Mayor Randall Woodfin talks economic and other benefits to city as “Live” wraps up filming

Image via Alabama News Center.
Helicopters buzzing over downtown Birmingham provided a climactic end Friday to filming for the action film “Live!” that brought a month’s worth of Hollywood stars and heart-stopping stunts to the Magic City.

Filming for the police thriller starring Aaron Eckhart officially wraps today. Eckhart is best known for his dual role as “Harvey Dent” and “Two-Face” in 2008’s “The Dark Knight.”

For “Live!” Eckhart teams up with director Steven C. Miller, a Georgia native who developed a bit of a cult following for his horror films before branching out.

“Live!” tells the story of a disgraced cop’s pursuit of the police commissioner’s kidnapped daughter with help from an online reporter. Filming started May 15 and has included flying cars, explosions, pyrotechnics and other stunts.

[Film uses Alabama Power’s helipad]

Miller says the city of Birmingham and local businesses have been great to work with, adding there’s been “100 percent flexibility” from the community. The filming required numerous street closings over the past few weeks.

“Birmingham allowed us to come in and shoot the movie I wanted to shoot,” Miller said. “The people are really chill. Everyone is really nice to me, really accommodating and hospitable.”
Producers chose Birmingham because the city’s downtown had an urban look Miller wanted for the nonstop action that takes place mostly outdoors.

“I wanted something that had a little bit of grit but also felt like it was up and coming,” Miller said, noting the numerous construction projects happening downtown. “I really like Birmingham because Birmingham still feels like a city.”

The city’s emerging food scene has also left an impression with Miller and the crew.

“To be honest, I like the food. I’m a food guy. If there are some good burgers and barbecue, that’s my spot, and this definitely has that,” Miller said.

Birmingham Mayor Randall Woodfin said the relationship between the production company and the city has been mutually beneficial. The movie hired locals as cast members and extras, and the multi-week production was a boost for local service industries.

“They’ve eaten in our restaurants. They’ve attended musical events and Birmingham Barons games,” Woodfin said. “They’ve enjoyed all the amenities in Birmingham. They’ve also rented apartments or stayed in hotels while making this movie. They love Birmingham.”

In addition to the economic boost for the city, Woodfin said the crew donated leftover food to Birmingham shelters every day. One crew member even adopted a homeless dog, the mayor said.

“The great thing about this particular production company is that they are not only filming an action movie in Birmingham and hiring residents, but they are also giving back to the community,” Woodfin said.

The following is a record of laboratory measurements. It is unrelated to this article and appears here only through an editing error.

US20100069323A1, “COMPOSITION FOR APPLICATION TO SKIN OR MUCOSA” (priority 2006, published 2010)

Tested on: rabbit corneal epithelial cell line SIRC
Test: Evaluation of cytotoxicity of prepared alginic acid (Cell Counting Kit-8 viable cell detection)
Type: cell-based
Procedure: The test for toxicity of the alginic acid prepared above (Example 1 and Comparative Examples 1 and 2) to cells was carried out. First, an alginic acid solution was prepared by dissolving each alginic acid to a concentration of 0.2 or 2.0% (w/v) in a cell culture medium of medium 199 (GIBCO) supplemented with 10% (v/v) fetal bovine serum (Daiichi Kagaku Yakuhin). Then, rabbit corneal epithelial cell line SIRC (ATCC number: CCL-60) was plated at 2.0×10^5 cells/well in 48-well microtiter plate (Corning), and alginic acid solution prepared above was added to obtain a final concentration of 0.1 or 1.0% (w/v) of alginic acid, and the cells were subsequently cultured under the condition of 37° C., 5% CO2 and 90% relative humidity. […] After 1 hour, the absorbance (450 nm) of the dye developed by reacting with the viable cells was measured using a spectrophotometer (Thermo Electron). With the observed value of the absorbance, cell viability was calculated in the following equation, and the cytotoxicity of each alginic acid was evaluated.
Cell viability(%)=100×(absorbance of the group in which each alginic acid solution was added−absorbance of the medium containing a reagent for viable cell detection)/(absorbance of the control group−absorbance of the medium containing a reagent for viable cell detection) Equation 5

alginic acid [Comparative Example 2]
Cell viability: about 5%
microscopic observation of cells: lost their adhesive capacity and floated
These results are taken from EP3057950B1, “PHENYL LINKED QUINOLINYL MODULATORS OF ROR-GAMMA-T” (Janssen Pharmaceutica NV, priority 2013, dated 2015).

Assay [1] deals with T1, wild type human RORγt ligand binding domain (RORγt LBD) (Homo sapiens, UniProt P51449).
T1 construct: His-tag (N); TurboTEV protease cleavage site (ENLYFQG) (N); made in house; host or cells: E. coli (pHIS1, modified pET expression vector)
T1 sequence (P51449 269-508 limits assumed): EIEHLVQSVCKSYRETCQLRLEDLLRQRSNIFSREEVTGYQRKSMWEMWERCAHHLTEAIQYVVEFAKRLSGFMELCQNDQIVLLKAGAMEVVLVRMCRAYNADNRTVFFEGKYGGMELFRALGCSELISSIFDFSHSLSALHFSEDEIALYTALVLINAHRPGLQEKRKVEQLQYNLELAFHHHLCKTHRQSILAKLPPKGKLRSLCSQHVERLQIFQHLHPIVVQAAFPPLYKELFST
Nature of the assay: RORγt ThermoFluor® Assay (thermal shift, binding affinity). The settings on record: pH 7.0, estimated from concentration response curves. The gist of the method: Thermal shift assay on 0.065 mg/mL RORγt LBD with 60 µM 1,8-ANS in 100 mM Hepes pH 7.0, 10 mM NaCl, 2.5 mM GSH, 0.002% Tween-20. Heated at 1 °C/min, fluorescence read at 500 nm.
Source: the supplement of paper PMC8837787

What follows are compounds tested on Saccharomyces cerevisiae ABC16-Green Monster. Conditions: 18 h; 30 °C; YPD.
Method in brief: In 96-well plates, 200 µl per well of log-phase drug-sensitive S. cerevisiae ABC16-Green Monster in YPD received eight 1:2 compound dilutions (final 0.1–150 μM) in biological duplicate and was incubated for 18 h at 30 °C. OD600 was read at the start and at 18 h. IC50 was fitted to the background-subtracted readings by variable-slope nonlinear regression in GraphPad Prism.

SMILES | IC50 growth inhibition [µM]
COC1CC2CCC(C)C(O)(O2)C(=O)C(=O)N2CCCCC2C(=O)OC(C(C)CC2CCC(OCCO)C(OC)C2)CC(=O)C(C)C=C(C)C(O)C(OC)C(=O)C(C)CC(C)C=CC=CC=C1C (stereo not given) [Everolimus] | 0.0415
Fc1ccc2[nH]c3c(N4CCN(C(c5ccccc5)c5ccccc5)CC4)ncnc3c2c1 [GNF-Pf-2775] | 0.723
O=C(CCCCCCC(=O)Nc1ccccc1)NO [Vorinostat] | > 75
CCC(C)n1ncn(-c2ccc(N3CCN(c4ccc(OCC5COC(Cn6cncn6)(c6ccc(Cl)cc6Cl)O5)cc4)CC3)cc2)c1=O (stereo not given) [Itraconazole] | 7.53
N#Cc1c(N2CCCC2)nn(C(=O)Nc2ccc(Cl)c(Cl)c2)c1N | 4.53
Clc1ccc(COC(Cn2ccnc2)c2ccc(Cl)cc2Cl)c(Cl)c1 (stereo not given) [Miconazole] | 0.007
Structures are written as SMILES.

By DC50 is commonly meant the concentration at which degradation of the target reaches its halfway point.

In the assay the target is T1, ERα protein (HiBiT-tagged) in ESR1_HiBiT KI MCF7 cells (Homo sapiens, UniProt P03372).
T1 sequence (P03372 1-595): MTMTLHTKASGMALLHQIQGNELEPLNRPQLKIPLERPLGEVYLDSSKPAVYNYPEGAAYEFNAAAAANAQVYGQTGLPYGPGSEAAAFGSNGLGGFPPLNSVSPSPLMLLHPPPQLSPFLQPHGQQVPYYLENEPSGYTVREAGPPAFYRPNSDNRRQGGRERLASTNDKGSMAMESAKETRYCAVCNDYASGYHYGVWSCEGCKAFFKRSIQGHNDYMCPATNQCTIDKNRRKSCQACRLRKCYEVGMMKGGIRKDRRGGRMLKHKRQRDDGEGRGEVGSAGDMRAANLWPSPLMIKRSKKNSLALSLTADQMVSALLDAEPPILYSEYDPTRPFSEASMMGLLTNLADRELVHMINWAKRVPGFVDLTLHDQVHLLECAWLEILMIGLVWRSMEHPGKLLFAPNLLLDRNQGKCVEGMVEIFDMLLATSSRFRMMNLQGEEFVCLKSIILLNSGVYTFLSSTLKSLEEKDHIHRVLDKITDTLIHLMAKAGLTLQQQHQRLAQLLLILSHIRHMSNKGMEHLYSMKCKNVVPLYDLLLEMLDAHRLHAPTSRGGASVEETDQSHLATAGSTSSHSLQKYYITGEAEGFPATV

“Live!” is the latest example of the expanding film-making scene in Birmingham, which has a look many directors want.

“Film companies have selected Birmingham so many times simply because we are Birmingham. We have fabulous architecture. We have wide streets. We have interesting corners,” said Don Lupo, director of the city’s Office of Citizens Assistance. “We have tight alleys that avail themselves to the chase scenes in ‘Live!’ We have what is necessary to make a movie. And we are inviting. The growing interest shows just how far Southern hospitality goes.”

To that end, Film Birmingham, an initiative of Create Birmingham that started two and a half years ago, works to recruit movies to the Magic City.

The Alabama Legislature approved an updated film tax-incentive program in 2009, which “Live!” took advantage of when choosing Birmingham. Each year, the state sets aside $20 million to attract movies, commercials and documentaries to Alabama. The most well-known film to qualify for tax incentives was 2017’s “Get Out,” which was shot in Mobile and grossed more than $157 million. The film was nominated for Best Picture at the 90th Academy Awards.


Helicopter scenes were shot Friday using Alabama Power’s helipad. (Phil Free/Alabama NewsCenter)

Create Birmingham President and CEO Buddy Palmer said the incentives make Alabama much more competitive, especially for smaller films with budgets between $500,000 and $14 million. If approved for tax incentives, producers can be reimbursed 25 percent of their qualified expenses. That reimbursement jumps to 35 percent for the salaries of local cast and crew.

“We are really as competitive as anyone can be for that size budget,” Palmer said.

In 2017, Film Birmingham assisted with eight feature films and more than 50 projects, ranging from commercials to music videos and everything in between. Just six months into 2018, the organization has already matched its production budget from last year.

Producers are beginning to return to Birmingham with repeat business. According to Palmer, two producers of “Live!” will return in the fall to shoot another film.

“They now have a familiarity with the community,” Palmer said. “The Los Angeles film community is small enough that word-of-mouth really is powerful. When directors’, cinematographers’ and art directors’ Instagram feeds suddenly get filled up with downtown Birmingham, Bessemer, Fairfield or the Cahaba River … we could not pay for that kind of marketing.”

Republished with permission from Alabama News Center.